As much as one quarter of Earth's cartilaginous fish are at risk of extinction.
Though certain species of sharks and rays have long occupied space on global threatened and endangered species lists, until now the full magnitude of their endangered status was unknown. It turns out that as much as 25 percent of the world’s cartilaginous fish face extinction in the next few decades, with sharks and rays chief among them, according to a multicenter study.
The main issue is overfishing, which scientists have documented for decades. This study, however, is the first of its kind to survey their status across coastal seas and oceans. Their findings suggest that 1,041 species of sharks, rays and cartilaginous fish fall under three threatened categories on the International Union for Conservation of Nature’s (IUCN’s) Red List.
“We now know that many species of sharks and rays, not just the charismatic white sharks, face extinction across the ice-free seas of the world,” says Nick Dulvy, co-chairman of IUCN’s Shark Specialist Group (SSG). “There are no real sanctuaries for sharks where they are safe from overfishing.”
The researchers found that sharks and rays have the lowest percentage of species considered “least concern,” or safe, at just 23 percent. Otherwise, 107 species of rays and 74 shark species are classified as “threatened.” Sharks and rays are particularly attractive to fishermen due to their high price tag and relative ease of capture in the case of some species.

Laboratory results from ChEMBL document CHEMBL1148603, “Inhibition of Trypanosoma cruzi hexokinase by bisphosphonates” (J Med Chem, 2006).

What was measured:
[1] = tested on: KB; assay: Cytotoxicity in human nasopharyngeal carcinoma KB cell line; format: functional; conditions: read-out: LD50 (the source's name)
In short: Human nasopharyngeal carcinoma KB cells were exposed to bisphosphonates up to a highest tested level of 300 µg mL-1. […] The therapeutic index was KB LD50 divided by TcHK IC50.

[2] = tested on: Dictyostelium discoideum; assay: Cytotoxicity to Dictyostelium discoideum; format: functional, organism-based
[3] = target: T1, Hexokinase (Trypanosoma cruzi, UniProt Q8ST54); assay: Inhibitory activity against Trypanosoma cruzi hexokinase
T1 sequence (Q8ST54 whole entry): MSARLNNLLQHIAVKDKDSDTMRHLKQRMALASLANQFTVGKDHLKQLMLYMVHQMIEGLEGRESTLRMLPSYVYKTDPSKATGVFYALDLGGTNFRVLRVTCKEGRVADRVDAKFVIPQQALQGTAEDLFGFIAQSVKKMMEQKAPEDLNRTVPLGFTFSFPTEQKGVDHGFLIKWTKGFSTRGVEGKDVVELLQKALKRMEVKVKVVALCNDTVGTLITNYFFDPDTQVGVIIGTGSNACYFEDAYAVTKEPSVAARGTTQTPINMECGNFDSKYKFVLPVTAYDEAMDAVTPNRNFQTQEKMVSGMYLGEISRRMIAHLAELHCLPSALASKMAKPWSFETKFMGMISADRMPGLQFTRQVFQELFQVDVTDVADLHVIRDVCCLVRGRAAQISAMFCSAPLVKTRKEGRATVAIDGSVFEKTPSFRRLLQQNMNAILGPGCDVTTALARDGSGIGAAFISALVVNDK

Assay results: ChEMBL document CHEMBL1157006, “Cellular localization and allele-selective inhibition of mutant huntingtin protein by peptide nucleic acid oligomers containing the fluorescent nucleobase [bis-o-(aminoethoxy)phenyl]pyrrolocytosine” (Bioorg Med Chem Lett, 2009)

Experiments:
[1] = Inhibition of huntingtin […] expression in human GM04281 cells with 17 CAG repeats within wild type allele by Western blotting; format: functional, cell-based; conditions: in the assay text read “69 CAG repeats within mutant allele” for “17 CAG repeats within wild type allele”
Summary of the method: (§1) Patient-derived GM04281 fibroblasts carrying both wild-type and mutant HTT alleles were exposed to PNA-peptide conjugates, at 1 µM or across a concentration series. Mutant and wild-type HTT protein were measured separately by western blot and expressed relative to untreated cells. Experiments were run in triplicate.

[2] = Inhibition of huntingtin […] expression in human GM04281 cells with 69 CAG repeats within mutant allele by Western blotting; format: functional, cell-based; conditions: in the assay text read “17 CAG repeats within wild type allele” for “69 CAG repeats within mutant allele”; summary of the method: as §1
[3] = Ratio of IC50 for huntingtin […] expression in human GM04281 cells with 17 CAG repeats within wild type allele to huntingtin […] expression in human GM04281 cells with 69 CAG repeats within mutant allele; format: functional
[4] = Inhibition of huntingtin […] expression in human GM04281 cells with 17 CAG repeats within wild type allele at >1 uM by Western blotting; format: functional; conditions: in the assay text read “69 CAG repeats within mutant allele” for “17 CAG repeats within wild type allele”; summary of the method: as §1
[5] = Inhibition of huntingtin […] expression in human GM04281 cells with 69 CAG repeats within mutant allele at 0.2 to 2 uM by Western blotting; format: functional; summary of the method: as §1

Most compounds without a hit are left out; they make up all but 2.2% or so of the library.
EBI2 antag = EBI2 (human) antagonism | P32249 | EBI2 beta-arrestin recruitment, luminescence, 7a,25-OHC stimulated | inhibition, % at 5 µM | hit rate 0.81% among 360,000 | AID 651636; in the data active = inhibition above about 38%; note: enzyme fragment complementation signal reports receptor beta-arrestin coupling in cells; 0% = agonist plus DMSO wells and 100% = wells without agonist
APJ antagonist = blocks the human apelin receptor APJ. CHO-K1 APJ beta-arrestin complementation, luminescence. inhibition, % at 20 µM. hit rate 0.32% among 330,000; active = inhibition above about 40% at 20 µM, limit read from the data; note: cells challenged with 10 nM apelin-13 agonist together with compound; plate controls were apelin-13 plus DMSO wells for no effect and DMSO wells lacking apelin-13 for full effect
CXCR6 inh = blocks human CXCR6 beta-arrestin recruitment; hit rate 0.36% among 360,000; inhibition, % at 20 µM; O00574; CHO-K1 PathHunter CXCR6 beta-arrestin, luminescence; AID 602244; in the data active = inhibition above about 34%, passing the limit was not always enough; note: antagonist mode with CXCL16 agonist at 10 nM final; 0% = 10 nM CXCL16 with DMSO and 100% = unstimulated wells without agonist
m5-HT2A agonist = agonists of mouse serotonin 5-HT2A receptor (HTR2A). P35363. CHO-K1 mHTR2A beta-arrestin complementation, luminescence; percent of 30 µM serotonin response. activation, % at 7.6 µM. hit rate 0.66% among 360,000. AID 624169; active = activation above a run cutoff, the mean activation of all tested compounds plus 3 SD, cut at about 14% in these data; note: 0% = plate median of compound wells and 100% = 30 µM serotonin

Losing these species would not be insignificant in the evolutionary scheme of things. Cartilaginous fish like sharks provide the earliest links to modern vertebrates with their jaws, brains and immune systems.
The IUCN SSG is calling on governments to safeguard sharks, rays and chimaeras through a variety of measures, including the following: prohibition on catching the most threatened species, science-based fisheries quotas, protection of key habitats and improved enforcement.
Hotspots for shark and ray depletion include the Indo-Pacific (particularly the Gulf of Thailand), the Red Sea and the Mediterranean Sea, where demand is high and conservation measures are slim.